Is it time for Scunthorpe to cut their losses with Bobby Grant?

When Scunthorpe snapped up young Accrington Stanley forward Robert Grant in June 2010 there was much talk about him being the next off the remarkable production line at Glanford Park.

The likes of Sharp, Paterson, and Hooper had or were set to move onto bigger and better things so fittingly hopes were high that the youngster from Stanley could live up to his striking predecessors in Northern Lincolnshire.

Indeed at the time Grant, who had hit 18 in 51 appearances for Stanley, stated that he was hoping to follow in the footsteps of Iron legend Kevin Keegan 40 years previous by earning a move to the top tier from Scunthorpe.

Nigel Adkins certainly believed Grant could become a special player. The 20-year-old was already a first team regular at the Lancashire club and was someone who looked to have a bright future ahead of him. Although he was out-of-contract, as he was under 24, compensation was due to Accrington. A fee of up to £260,000 was agreed based on performance and appearances at Scunthorpe.

However things have not worked out and instead of following in the footsteps of his hero Keegan he now appears to be taking the route back to the lower league football. With his contract expiring there is a controversial decision to make regarding his future but where did it go so wrong?

With Scunthorpe in the Championship, youngster Grant was always signed as one for the future and his start at the club established that with only minor roles coming off the bench. However one of his earliest appearances, as a substitute against Manchester United in the cup, confirmed that he could potentially have a distinguished career for the Iron. He put in a self-assured display for a 20-year-old coming up against one of the best sides in the world.

Despite this it was quite a shock to see him named in the starting line-up by Ian Baraclough for our game at Leicester City in October. Thrown in the deep end by the inexperienced boss, Grant looked something of a fish out of water and was substituted after only 56 minutes.

After being continuously used in a bit-part role, Grant decided to gain some much-needed playing time at League One side Rochdale. He made the ideal start for the Dale, netting on his debut and went onto make six appearances for the club, scoring once more before being recalled by Scunthorpe. However as Scunny struggled at the bottom of the Championship, Grant remained a squad player regularly featuring off the bench. He only made six more starts as the side were ultimately relegated back to League One.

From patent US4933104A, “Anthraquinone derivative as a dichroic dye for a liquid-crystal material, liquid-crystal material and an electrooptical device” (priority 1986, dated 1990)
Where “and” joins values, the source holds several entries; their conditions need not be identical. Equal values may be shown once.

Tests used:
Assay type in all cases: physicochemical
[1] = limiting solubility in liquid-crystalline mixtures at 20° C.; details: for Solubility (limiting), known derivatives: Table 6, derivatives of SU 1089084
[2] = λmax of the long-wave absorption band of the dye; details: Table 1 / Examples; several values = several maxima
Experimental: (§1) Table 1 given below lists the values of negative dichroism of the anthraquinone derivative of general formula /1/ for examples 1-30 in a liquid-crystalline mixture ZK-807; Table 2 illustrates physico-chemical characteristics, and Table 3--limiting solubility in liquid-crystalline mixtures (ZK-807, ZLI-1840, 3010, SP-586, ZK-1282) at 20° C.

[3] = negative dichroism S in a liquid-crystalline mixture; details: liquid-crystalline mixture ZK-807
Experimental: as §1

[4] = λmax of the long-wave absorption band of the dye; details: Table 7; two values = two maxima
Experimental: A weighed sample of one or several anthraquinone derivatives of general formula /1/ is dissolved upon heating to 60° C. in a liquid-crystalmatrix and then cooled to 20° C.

This summer Grant was understandably keen to ‘draw a line’ under his disappointing first season with the club, failing to live up to the potential that Adkins first saw in him.

Big things were expected of him in League One as although he looked out of his depth in the Championship he had already demonstrated he could perform at this level during his short loan-spell at Rochdale. It started well enough and by November Grant had registered nine goals in League One. His fine performances at Charlton and at home against Tranmere demonstrated the obvious ability that he possesses. But frequently during the season he has failed to illustrate this ability; repeatedly frustrating to watch, polarising opinion on the terraces and at times proving to be a liability for the side.

Consequently Grant’s status at Scunthorpe remains one of untapped potential.

The irregularity in his play is probably the most infuriating part of his game. For every stunning long-range wonder goal (Tranmere) comes an instant that costs the side crucial points (Colchester). His past substitute appearances had resulted in self-seeking long range efforts that made life difficult not for opposition keepers but for our ball boys.

Grant was probably signed by Adkins with a view to playing him as an out and out striker but I personally think he has the ability to succeed as a winger. Too often earlier in the season, while played up-front, he was dropping deep after being left isolated by our uncreative midfield. He lacks the height and all-round ability to cause major problems in a league dominated by burly centre-backs in the centre of attack. However his nine goals for the Iron this season demonstrate that he is very capable of scoring goals. Perhaps a wider role would let this talent shine through? Indeed, the versatile front-man performed well on the left-wing during his loan-spell at Accrington, claiming three goals in his seven games back at his former club.

In part, Grant was quite unfortunate to get injured during January when Knill strengthened the attack, switching to a 4-3-3 formation with Parkin leading the line with Duffy and Barcham providing support on the flanks. However he came back from his loan spell with a better attitude and looked decent enough leading the line during our last three games of the season. Perhaps this has made Knill re-think his opinion about young Grant.

With an option to extend his current contract available it is possible that he does have a future at club after all if they decide that his obvious potential outweighs his dubious attitude. This and his recent improvement in performance and attitude may just be enough for him to get another year at the club.

However with the option to get rid approaching many fans believe it is time to cut our losses with the egotistical 21-year-old whose potential remains yet unfulfilled at Scunthorpe United. I just wonder if Alan Knill agrees.

Let me know your thoughts about Bobby’s future with the club on Twitter: @aidanmccartney